Melvin Urofsky finds physicians so interesting and integral to the problem he devotes an entire chapter of Lethal Judgments to doctor’s views on euthanasia (65). Part of the Oath of Hippocrates that all doctors swear to uphold is “I will give no deadly medicines to any one if asked, nor suggest any such counsel” (Qtd. on 75). It can be said that the ultimate goal of medical science is to fully understand the human body and to cure anything that may afflict it with pain or harm. Today, after a century of important biological and medical discoveries, patients are commonly being cured of once-deadly diseases and generally enjoying full recovery (23). However, one central cause of the assisted suicide issue is that society currently lies at a very puzzling stop on the road to “medical utopia.” As far as modern medicine has come, there remain illnesses that are more or less incurable. Urofsky states this concept best: “Doctors cannot cure everyone, but in many cases they can keep that person “alive” far longer than might otherwise have been the case had they let nature take its course” (24).
Because medicine is presently in this gray area, and will be for the foreseeable future, the rights of patients who are in pain and cannot be adequately cured is an issue that must be faced. Therein resides the problem for medical ethicists and physicians opposed to the practice of assisted suicide. The training and tradition of medicine instructs medical workers “to save life and ease pain” (75). Therefore, anything involved with ending life is in moral conflict with their job description. One could say asking a doctor to end a person’s life is like giving a fireman gasoline to spray on a burning building instead of water. Even within the segment of doctors who believe in such rights, there might be feelings of anxiety due to this contradiction. Timothy Quill, for example, felt “intense emotional stress” despite performing what he truly believed were ethically sound actions (73). Furthermore, partially as a result of this paradox, doctors are worried that patient-practitioner trust, a pillar of disease treatment, will erode (76).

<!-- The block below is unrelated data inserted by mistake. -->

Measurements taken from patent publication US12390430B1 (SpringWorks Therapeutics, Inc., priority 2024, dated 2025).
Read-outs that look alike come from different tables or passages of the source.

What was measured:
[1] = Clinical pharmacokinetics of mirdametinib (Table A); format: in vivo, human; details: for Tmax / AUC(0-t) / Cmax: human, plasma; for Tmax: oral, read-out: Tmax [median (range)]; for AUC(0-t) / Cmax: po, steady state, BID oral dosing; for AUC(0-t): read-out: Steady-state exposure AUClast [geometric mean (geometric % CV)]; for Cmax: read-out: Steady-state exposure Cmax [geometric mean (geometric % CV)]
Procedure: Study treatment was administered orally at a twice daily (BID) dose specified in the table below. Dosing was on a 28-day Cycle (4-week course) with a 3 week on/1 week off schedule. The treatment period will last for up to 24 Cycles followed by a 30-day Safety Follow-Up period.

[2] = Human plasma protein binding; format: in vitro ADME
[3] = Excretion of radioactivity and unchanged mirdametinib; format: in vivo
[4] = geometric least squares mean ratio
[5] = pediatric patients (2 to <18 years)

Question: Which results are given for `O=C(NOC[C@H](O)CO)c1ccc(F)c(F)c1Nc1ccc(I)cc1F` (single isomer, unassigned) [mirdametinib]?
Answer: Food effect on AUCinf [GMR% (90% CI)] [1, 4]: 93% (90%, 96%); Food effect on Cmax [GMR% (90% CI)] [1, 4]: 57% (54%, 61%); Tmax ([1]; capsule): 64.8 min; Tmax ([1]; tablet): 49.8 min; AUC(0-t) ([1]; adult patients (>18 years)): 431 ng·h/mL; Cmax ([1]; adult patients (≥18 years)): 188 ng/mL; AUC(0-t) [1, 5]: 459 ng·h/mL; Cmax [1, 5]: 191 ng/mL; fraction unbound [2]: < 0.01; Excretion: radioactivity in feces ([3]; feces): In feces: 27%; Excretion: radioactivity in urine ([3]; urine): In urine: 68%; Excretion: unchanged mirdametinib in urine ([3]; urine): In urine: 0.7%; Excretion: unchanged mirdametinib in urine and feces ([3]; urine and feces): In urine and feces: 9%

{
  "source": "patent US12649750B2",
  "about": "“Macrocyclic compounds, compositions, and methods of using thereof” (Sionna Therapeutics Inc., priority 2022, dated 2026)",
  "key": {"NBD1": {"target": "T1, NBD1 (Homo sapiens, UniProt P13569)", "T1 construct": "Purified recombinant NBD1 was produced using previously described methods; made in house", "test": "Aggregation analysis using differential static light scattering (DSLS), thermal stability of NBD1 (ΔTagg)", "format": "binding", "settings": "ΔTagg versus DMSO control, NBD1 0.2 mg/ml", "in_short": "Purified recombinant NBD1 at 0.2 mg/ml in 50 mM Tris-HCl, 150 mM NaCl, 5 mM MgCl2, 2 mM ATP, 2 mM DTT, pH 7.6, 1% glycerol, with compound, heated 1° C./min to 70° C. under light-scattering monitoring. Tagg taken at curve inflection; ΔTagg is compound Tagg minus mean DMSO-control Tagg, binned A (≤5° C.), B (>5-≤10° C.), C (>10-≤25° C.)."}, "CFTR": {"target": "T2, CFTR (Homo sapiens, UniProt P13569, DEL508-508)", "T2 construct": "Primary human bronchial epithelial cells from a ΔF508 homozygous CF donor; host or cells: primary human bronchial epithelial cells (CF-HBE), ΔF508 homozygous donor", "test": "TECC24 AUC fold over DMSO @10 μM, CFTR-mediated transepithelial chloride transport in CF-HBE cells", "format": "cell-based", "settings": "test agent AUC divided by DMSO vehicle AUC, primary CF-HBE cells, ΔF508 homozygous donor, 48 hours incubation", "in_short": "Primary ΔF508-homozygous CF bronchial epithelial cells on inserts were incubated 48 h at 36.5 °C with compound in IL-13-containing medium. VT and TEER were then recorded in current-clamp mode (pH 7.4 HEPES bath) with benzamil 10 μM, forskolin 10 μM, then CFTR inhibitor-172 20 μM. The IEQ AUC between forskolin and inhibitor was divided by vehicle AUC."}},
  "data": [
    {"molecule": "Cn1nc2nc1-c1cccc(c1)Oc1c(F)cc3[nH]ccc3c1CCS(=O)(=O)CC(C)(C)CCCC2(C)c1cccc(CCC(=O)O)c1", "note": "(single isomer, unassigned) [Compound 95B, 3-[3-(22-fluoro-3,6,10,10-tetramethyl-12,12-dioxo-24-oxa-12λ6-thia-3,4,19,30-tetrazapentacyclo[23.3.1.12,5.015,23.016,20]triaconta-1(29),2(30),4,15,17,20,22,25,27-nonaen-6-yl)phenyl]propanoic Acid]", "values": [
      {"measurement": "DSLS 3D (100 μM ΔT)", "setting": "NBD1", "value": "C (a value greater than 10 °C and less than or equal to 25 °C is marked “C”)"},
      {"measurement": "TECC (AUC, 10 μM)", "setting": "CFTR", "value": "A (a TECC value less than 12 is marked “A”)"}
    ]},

But aside from the substantial ethical questions raised within the medical community, Urofsky shows physicians as having almost just as much concern from a legal perspective. During the original “right to withhold treatment” arguments, the threat of legal action was a primary concern for hospitals and medical workers (45). Later in Lethal Judgments, when discussing current assisted suicide issues for physicians, Urofsky makes it a point to mention that quite a few physicians are opposed to formal political and legal maneuvers to allow assisted suicide because they feel the business is over-regulated as it is (77).